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Increased spontaneous activity following substance P infusion into A10 dopaminergic area


THE polypeptide, substance P, has a discrete regional distribution in mammalian CNS; particularly high concentrations are found in the mesencephalon, close to the origin of the two major ascending dopaminergic pathways1,2. Two further observations which may reflect functional neurotransmission are, first, that substance P is released from spinal cord and hypothalamus3,4, and second, that it has been localised using fragmentation techniques in nerve ending particles of bovine hypothalamus and substantia nigra5,6. Further support for this hypothesis comes from iontophoretic studies in which application of substance P into the medial nucleus of amygdala and substantia nigra induced a strong neuronal activation7,8. It has also been shown biochemically that the activity of dopaminergic systems may be modulated by substance P neurones9,0. The ventral tegmental area (VTA), which contains the cell bodies of the dopaminergic A10 neurones (DA-A10), receives a substance P innervation mainly from substance P cell bodies localised in the medial habenular nucleus11,12. DA-A10 neurones give rise to the mesolimbic DA system and also to the mesocortical DA axons innervating cerebral cortical area13,14. We have studied the behavioural effects of local application of substance P into the VTA, to try to elucidate the physiological role of substance P innervation of this area. A strong enhancement of spontaneous activity was observed following bilateral infusion of substance P. A major feature of this enhancement was increased exploratory behaviour. Moreover d-amphetamine-induced behavioural arousal was potentiated by previous infusion (1 h) of substance P into the VTA.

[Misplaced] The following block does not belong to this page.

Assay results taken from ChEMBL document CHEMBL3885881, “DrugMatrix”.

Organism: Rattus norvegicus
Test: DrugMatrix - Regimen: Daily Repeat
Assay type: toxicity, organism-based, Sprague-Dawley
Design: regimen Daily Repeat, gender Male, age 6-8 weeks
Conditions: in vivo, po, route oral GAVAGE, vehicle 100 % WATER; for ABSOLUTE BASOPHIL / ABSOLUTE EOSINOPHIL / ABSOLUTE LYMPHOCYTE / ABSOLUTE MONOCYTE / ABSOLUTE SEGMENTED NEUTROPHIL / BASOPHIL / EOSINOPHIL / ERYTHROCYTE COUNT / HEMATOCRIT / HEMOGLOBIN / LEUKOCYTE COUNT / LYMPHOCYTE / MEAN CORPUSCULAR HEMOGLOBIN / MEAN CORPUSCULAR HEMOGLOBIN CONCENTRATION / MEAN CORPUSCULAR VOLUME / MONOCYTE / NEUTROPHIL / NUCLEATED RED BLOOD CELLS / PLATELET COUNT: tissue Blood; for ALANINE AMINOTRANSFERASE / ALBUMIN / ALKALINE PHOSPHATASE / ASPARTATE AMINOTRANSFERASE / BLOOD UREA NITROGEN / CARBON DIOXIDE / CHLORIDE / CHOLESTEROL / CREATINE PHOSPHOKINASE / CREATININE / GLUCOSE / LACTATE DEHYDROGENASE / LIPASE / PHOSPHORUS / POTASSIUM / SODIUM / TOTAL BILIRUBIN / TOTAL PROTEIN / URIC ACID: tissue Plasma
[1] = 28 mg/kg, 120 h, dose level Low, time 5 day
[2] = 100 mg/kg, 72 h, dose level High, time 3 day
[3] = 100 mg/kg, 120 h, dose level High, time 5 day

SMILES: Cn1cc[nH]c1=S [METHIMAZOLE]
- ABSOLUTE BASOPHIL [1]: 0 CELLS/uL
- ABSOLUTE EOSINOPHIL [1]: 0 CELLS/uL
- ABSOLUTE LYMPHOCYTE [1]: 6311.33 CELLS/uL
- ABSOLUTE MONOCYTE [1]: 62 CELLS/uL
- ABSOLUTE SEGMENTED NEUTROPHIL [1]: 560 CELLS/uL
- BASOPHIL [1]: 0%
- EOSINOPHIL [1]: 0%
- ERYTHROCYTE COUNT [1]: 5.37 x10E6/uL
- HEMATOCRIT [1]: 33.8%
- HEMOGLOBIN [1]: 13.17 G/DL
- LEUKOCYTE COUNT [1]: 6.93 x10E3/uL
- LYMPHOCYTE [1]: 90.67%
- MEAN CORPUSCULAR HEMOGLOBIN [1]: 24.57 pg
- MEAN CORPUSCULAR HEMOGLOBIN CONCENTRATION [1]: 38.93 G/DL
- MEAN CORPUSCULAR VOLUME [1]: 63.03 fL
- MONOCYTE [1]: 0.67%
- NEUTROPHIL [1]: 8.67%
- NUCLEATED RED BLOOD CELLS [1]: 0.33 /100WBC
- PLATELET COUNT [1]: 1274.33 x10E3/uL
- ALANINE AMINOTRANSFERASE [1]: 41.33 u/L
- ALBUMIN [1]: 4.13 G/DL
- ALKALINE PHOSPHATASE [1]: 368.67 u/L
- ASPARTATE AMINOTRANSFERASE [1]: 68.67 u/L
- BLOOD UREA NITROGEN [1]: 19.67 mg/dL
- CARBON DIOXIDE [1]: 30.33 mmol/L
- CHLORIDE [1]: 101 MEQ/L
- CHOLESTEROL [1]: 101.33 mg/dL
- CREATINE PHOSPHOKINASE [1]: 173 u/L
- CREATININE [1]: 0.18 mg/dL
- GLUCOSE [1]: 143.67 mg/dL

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STINUS, L., KELLEY, A. & IVERSEN, S. Increased spontaneous activity following substance P infusion into A10 dopaminergic area. Nature 276, 616–618 (1978).

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